Pamela York Klainer
Perhaps it was the rich, heavy meal that Rose ordered on her date with Mr. Lew, the kind of food the cardiologist said she shouldn’t be eating any more after her heart attack. Perhaps it was the stress over the statue, Rose’s worry that she’d be caught and unmasked publicly as a thief. Perhaps her time had simply come.
When the landlady hadn’t seen Rose for more than a day she went up and knocked on Rose’s door. Mr. Lew was away, visiting his daughter. The landlady, with no one around to ask, knocked a few more times and then went downstairs and called the police.
Rose would have hated the ignominy of the black body bag, but you have to be breathing to go out on a stretcher.
Mr. Lew came home that night just before the supper hour, and seemed saddened to hear about Rose. He went to the diner, as had become his habit, but alone. Mr. Galyanos, seeing Mr. Lew all by himself, left his perch by the cash register, motioning for one of the girls to take over, and came alongside. “Join you?”
Mr. Galyanos had become Mr. Lew’s new client – a hopeful turn of events. Mr. Galyanos broached the possibility, and without Mrs. Lew’s suffering taking all of his energy Mr. Lew found himself drawn to his old profession. Mr. Lew would be doing the books and filing tax returns for the small business and for Mr. Galyanos personally. He thought the Greek was coming to talk about that.
“She took it, you know, the statue,” said Mr. Galyanos without preamble. “One of my girls saw her grab it on the way in. I was out back trying to fix a messed-up delivery. I’ve trained my girls not to fight with the customers. If there’s a problem I want them to bring it to me and let me handle it. By the time I came back in, the old lady had finished her dinner and was gone.”
Mr. Lew hadn’t known.
“I thought for a long time about what to do, and then she didn’t come in again for a long time until the other day when she had dinner with you. I did what I always do when something bad comes up: I asked my grandmother for advice. She practically raised me. My parents were always here, day and night, running the diner. My grandmother has been dead for a long time, but I can still hear her voice. She hated stealing, and would have handed my head to me as a kid if I’d ever been caught robbing candy or comic books from the convenience store. And those statues were precious to her. They were precious to me. But my grandmother was a kind woman. She would have said, “Giorgios, it’s a statue. The lady is old, and lonely, and has hard times. You can see it in her face. Leave it alone. Let her be.”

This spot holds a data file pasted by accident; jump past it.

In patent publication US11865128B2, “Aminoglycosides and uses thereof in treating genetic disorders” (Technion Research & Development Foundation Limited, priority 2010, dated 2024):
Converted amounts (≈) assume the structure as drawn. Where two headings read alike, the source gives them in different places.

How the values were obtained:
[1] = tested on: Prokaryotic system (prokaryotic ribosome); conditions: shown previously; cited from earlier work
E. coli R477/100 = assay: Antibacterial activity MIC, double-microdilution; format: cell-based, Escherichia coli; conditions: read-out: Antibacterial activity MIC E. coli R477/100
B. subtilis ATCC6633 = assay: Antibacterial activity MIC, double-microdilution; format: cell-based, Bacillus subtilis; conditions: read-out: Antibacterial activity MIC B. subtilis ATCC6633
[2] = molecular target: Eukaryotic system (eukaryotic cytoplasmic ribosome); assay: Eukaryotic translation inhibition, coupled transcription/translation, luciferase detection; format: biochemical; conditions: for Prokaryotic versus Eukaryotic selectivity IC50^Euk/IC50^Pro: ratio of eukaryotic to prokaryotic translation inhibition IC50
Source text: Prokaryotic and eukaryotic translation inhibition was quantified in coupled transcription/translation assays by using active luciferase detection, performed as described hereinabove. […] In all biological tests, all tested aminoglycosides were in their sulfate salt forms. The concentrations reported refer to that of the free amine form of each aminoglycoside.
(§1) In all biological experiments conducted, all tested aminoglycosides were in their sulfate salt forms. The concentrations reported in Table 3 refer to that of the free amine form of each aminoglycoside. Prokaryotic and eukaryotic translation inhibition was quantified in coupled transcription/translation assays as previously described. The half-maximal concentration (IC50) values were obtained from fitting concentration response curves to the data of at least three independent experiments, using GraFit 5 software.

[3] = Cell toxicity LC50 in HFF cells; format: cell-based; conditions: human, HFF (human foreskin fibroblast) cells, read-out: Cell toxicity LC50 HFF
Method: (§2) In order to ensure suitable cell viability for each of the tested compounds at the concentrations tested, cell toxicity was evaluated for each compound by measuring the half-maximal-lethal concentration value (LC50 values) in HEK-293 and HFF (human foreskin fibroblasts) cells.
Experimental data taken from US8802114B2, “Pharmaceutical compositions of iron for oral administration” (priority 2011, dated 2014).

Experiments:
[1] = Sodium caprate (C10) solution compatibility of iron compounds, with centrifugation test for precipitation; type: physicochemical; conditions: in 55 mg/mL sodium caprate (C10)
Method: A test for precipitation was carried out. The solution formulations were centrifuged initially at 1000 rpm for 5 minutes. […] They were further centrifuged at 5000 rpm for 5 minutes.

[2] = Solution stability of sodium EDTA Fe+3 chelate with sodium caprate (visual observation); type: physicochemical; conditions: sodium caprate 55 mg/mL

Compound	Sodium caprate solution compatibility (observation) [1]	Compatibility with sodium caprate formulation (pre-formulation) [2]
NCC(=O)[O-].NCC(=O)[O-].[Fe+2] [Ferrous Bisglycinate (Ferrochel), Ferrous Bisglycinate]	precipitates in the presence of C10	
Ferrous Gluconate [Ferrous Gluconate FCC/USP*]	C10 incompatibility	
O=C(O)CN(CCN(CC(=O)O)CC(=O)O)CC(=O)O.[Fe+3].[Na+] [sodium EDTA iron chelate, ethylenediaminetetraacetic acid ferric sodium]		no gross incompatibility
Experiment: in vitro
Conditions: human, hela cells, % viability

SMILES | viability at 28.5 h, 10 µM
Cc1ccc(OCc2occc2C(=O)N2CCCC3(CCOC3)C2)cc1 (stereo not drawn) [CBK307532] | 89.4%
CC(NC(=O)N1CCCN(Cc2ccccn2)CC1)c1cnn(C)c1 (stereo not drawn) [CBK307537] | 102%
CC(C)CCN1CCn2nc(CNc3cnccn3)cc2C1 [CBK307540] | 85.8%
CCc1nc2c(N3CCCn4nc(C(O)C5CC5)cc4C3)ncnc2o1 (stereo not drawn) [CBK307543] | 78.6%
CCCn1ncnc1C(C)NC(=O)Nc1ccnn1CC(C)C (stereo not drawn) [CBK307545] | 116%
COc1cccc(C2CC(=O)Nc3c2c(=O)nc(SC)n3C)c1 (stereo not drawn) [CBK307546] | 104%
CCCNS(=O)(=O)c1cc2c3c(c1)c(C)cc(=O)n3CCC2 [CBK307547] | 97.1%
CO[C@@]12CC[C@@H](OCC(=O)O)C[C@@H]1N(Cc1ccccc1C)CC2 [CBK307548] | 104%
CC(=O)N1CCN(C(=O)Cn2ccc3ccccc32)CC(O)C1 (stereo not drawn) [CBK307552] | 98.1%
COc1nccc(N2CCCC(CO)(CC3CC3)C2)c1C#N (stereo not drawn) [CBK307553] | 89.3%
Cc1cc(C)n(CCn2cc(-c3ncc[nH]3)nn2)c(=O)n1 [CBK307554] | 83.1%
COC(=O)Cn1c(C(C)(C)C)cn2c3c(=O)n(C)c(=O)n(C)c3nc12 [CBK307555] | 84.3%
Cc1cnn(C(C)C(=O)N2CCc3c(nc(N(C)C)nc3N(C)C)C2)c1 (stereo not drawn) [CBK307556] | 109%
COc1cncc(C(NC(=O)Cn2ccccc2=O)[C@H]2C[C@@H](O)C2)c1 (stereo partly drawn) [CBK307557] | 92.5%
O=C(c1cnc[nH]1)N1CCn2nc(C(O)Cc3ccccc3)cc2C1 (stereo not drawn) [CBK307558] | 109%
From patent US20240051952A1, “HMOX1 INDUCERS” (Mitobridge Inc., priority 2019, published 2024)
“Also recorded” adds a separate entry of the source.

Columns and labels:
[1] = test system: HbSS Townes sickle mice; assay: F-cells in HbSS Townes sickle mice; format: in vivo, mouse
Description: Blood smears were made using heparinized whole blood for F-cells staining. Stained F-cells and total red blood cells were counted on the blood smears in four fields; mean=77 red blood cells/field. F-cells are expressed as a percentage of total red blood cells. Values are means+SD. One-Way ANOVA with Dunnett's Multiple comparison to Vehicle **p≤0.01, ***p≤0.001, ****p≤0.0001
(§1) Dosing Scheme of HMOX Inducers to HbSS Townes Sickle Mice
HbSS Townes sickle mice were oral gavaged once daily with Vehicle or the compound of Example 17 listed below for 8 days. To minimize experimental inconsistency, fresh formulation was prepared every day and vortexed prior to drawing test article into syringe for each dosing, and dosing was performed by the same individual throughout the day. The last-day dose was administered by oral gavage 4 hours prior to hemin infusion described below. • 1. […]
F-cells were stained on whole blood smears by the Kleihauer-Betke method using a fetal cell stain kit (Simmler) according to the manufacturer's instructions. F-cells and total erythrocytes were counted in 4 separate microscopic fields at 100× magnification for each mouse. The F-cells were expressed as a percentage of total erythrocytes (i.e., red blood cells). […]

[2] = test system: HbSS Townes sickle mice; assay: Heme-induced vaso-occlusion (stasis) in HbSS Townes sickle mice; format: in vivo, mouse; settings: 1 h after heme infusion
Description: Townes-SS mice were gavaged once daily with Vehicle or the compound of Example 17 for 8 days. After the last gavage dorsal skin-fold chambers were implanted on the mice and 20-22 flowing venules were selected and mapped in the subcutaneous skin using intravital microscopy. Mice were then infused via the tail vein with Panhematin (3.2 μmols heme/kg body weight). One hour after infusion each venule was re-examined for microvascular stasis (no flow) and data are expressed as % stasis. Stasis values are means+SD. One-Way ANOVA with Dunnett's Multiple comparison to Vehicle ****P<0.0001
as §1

“I didn’t know if she took my statue to keep or to sell. I actually went to the pawn shop to ask. The lying bastard told me he didn’t have it, but I think he did. Don’t ever take him as a client, Freddie. He’d cheat you blind.”
The white sign asking for the return of the missing statue was gone, and the remaining figures were enclosed in a new glass case, securely locked. Mr. Galyanos was a kind man, but not a fool.
The missing statue was gone forever, having moved quickly from the gritty pawn shop into the subterranean world of stolen art. At each waystation money was exchanged, until the statue wound up in a secure private collection. The new owner paid the enormous final purchase price without a second thought.
Rose never did get her visit to the casino. Her daughters came to arrange the funeral, and were furious that the landlady wanted the room cleaned out by the first of the month, only a few days away.
Rose’s funeral was small, just her daughters and a few of their cousins. The priest didn’t know Rose, but he did his best to say something reassuring about her being with God.
Once Mr. Lew accepted Mr. Galyanos as a client, word got around. A few of his old clients called to ask if there was any chance he’d take them back now that his wife had died. With the hope of reviving his accounting practice, Mr. Lew was able to rent a small apartment in town, not far from the diner but on a better street than the rooming house.
The landlady was bereft to lose both Rose and Mr. Lew in short order, as it left her with only transients.
Grace graduated from beauty school. One of her friends worked at a high end salon in the city, and told Grace they had an opening if she wanted to come. The rates were much higher than Grace was used to getting, and she could live with the friend to share rent. Grace dreamed of having her own salon, and this would be a good start. She could earn much more than going full time in any local place. Without a second thought Grace packed up her things, got on the bus, and went.